On the advice of my friend, GB, I decided to try a new-for-me fitness class this morning. Actually, I was supposed to try it Tuesday night, but I chickened out. I am truly an introvert in social settings and most of the time I have to force myself to come out of my comfort zone and try new things. I was a little apprehensive about this class. I wasn’t sure that I would be able to keep up. I was mostly right.
For the past few months, I’ve only been running. Slowly increasing my distance and sticking with what I know. I’ve shied away from the weight room (bad I know) since our first week here in Little Rock. There was really no reason. I’m familiar with the gym and the equipment. I have just been too comfortable with my no commitment lifestyle over the past two months. Running first thing in the morning just fit into my schedule better – AKA, I didn’t want to take the time to lift.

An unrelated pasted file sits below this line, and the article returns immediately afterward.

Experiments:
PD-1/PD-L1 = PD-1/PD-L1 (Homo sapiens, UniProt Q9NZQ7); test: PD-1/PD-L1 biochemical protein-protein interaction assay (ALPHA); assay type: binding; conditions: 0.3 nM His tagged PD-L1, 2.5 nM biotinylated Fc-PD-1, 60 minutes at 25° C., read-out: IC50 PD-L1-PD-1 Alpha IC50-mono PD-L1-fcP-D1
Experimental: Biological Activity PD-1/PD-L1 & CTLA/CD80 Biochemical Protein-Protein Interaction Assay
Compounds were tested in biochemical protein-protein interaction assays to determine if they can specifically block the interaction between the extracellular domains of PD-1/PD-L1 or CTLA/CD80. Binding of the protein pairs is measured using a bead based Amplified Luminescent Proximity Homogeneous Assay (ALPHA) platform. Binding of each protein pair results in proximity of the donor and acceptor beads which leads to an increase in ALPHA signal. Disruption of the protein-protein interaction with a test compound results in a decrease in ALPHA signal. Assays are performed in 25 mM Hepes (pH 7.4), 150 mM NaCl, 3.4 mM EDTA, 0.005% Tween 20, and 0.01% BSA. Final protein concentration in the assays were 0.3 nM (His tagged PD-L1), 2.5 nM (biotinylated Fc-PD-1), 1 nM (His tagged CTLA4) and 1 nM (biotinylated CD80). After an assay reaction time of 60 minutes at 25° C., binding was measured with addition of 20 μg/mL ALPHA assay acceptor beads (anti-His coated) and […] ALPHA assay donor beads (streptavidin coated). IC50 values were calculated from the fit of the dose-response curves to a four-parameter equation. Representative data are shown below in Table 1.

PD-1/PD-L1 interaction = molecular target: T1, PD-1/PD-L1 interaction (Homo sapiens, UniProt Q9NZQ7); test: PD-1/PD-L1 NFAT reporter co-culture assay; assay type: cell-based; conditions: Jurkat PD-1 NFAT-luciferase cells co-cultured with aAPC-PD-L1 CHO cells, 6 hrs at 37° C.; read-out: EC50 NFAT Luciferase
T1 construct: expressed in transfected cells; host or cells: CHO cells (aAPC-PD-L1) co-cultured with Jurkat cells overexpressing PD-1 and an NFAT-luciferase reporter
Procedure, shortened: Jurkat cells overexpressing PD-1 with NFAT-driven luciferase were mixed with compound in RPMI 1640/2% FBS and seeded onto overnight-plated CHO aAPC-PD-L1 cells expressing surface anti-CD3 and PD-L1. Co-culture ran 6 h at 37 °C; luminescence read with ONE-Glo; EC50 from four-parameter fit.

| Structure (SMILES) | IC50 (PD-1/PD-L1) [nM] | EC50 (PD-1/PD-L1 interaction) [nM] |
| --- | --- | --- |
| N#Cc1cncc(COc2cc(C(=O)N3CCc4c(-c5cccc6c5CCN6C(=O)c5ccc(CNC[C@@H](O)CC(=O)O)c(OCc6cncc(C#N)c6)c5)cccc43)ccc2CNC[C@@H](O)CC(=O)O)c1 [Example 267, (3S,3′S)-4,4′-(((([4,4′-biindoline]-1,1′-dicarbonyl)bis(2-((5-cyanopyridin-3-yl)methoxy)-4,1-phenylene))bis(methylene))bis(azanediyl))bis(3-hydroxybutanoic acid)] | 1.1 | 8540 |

Okay, now that I’ve confessed my sins. I also must come clean that I really wanted to try this class, so I did it. When GB told me that I should try Barre, I had visions of tall, lean dancers teaching me their moves and gracefully, I would follow along, learning in their footsteps. Half right on that one.
My instructor was tall and lean, but also strong. My goodness, she was strong. When she handed me my 1 pound weights, I almost asked if I could have something heavier, I mean, come on, 1 pound weights? My 3 year old could lift more. But, everyone else had 1 pound weights, so I felt like I should go with the flow. Yep, 1 pound weights were all I could handle. I felt like I was back in basic training when we had to hold our arms out to our sides until we could not physically feel our fingers anymore. That’s pretty much how I felt, but in a much older woman’s body. I still wasn’t worried; I could handle some arm exercises. In fact, I probably needed that. As the new girl in this new experience, I was happy that I was not the first one to break ranks and lower my arms, just for a second, from the intense burning.